I guess more christians have been killed by other christians historically, than atheists. The history of europe is filled with centuries of christians killing each other, often in the name of religion.

        I dont think im better than theists. I just think theists are wrong in regards to the god question. And it doesnt really matter what i think, the arguments have more or less merit inpedpendent of who might thing they are superior. Actually ive met plenty of religious folk who think their beliefs make them supier to atheists.
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        Apr 27 2013: Hi bernard, im an agnostic atheist

        Agnostic not gnostic, not claiming to know.
        I mean i dont even know of all the different god concepts through history. How can i know they are false.

        Atheist, not a theist, not having a belief in gods. Because i dont know if any are reasonbly correct, there is no reason to believe, based on whether the claims are correct. There may be social, cultural or economic or psychological reasons to try and believe.

        I agree gods could exist as conceptualised by humans, or more likely something very different to human imaginings. There could be ten billion gods on my tablet, or in every atom.

        If there were some compelling evidence of their existence i would believe. Even if there was some convincing rationale to support a particular concept i would shift from them all most likely being wrong in most respects, to something more likely, even without hard evidence. However all the arguments i have heard from the uncaused cause on seem flawed, fallacious, built on false premises, or speculative, or relying on personal experiences that for all we know are just cognitive or natural psychological states, with subjective interpretations, or someone else's revelations or whatever, perhaps recorded in various old or new scriptures.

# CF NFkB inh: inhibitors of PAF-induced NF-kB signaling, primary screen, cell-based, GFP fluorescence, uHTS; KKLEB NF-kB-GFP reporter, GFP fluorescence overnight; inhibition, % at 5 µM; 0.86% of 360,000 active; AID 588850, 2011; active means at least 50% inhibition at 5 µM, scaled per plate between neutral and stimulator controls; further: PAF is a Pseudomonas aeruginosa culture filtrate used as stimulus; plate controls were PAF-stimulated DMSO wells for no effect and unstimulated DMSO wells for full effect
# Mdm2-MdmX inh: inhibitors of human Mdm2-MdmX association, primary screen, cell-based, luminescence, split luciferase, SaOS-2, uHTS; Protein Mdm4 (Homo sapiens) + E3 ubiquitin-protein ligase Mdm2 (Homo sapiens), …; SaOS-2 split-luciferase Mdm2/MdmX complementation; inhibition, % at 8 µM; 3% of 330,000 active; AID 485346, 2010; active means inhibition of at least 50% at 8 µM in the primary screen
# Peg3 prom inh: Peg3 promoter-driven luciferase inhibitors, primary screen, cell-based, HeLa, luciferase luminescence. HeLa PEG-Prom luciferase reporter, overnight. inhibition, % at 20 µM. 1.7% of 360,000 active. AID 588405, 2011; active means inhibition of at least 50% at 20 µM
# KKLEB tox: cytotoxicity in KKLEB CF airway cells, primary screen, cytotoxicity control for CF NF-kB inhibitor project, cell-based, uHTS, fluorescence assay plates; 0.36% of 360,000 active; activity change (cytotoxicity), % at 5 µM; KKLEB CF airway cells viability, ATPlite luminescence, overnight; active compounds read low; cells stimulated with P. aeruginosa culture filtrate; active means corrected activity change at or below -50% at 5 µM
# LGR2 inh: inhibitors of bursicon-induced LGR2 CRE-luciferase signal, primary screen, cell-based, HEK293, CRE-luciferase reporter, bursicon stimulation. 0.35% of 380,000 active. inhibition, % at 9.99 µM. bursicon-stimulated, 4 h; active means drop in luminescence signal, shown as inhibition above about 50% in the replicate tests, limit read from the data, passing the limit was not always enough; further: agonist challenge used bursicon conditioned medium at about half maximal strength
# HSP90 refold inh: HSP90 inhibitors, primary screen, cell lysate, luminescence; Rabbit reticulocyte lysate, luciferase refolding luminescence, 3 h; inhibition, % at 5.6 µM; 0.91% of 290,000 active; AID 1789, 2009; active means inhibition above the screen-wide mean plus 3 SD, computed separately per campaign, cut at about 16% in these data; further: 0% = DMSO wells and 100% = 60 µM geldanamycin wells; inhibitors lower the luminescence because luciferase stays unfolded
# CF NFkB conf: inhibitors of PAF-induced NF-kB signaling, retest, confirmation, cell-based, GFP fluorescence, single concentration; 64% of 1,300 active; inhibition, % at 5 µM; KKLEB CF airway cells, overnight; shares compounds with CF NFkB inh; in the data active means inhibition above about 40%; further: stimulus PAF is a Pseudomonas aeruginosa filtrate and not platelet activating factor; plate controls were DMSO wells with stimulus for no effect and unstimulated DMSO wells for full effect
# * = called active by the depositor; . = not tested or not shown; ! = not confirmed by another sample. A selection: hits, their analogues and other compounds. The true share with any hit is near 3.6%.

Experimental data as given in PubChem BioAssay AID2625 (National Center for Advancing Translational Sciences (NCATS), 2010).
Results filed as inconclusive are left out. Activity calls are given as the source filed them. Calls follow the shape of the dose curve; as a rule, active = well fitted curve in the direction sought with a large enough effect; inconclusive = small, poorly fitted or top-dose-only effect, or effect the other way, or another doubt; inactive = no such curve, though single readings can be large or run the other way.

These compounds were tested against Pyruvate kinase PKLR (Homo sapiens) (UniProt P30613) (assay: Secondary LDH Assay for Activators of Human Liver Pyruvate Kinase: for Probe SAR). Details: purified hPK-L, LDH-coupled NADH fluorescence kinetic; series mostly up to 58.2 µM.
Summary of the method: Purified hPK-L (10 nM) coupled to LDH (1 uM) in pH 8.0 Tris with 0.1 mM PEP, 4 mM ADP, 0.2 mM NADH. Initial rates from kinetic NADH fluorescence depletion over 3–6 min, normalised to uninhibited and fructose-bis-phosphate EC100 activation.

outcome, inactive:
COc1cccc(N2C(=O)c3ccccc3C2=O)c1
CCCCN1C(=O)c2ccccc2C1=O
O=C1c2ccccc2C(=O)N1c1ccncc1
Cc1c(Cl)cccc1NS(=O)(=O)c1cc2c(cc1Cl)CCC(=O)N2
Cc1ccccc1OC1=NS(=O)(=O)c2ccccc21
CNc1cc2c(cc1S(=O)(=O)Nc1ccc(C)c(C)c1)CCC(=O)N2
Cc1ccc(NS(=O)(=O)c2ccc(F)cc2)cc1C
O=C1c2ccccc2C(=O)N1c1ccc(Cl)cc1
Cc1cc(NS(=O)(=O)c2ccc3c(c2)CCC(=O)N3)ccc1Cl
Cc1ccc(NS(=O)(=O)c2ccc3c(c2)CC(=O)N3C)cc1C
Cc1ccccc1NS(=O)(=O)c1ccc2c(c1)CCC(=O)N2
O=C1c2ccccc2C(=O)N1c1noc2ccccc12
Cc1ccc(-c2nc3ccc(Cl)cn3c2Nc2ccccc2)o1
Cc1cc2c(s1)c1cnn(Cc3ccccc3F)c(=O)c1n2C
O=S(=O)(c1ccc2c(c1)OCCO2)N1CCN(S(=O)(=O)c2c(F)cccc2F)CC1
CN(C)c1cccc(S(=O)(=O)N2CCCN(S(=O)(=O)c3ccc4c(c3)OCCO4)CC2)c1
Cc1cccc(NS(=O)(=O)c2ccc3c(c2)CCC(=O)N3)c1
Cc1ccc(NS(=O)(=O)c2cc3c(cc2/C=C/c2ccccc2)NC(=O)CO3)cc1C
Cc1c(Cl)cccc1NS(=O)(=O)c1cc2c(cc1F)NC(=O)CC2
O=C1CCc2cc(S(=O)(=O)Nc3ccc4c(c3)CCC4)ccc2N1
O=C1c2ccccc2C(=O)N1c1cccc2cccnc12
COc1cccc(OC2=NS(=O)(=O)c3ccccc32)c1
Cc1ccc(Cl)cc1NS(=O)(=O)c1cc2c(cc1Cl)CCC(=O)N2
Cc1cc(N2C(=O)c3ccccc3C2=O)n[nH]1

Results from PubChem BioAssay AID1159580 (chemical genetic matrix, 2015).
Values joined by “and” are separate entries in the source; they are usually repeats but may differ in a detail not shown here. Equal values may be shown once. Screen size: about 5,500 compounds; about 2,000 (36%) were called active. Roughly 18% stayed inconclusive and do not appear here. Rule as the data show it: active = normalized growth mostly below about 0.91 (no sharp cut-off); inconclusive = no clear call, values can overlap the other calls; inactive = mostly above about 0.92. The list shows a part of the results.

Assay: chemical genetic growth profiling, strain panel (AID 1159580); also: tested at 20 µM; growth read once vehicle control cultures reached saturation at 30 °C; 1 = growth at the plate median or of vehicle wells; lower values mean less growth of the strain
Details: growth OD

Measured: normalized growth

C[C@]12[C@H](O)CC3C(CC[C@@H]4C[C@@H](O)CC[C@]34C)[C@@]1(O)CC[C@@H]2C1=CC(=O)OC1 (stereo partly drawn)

Having no compelling evidence, i personally put god beliefs in the same bucket as extraordinary claims that are speculative, absurd, or without any proof, that may be proven one day such as alien abductions, faerie (some do believe in faerie) etc.

        Again, we know at best only one specific god belief and associated dogma could be correct, so virtually all god beliefs must be false. If the mormons are correct then all the rest are wrong.
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        Apr 27 2013: Bernard,

        There could be more than space, time, matter, energy, dark matter and energy etc. or other universes. just no evidence to support these existing, or to understand their nature. So people can speculate all they like, yet believing in any of these as anything more than a possibility seems to indicate a lack of critical thinking or reasonable scepticism imo. Others have their reasons to believe. Often a mix of cultural programming depending on when and where born, as well as more philosophical consideration. No issue if others come to their own conclusions different from mine. I note atheists are in the minority.

        Actually, a vacuum does exist, it takes up space, just no matter. It may contain energy. But i get your point. Perhaps considering non existence as a concept makes the point clearer.

        Suggest considering different categories of existence e.g.
        Those that are material, matter, or take up space
        Ideas or thoughts or words or feelings - associated with Minds and being produced by brains as best we can tell.

        Just thinking about the edge of the universe blows my brain, or what time is, what matter is, energy etc.

        As above there may be other unproven or undiscovered categories. But at this stage most god concepts seem to exist in the idea sphere in my opinion.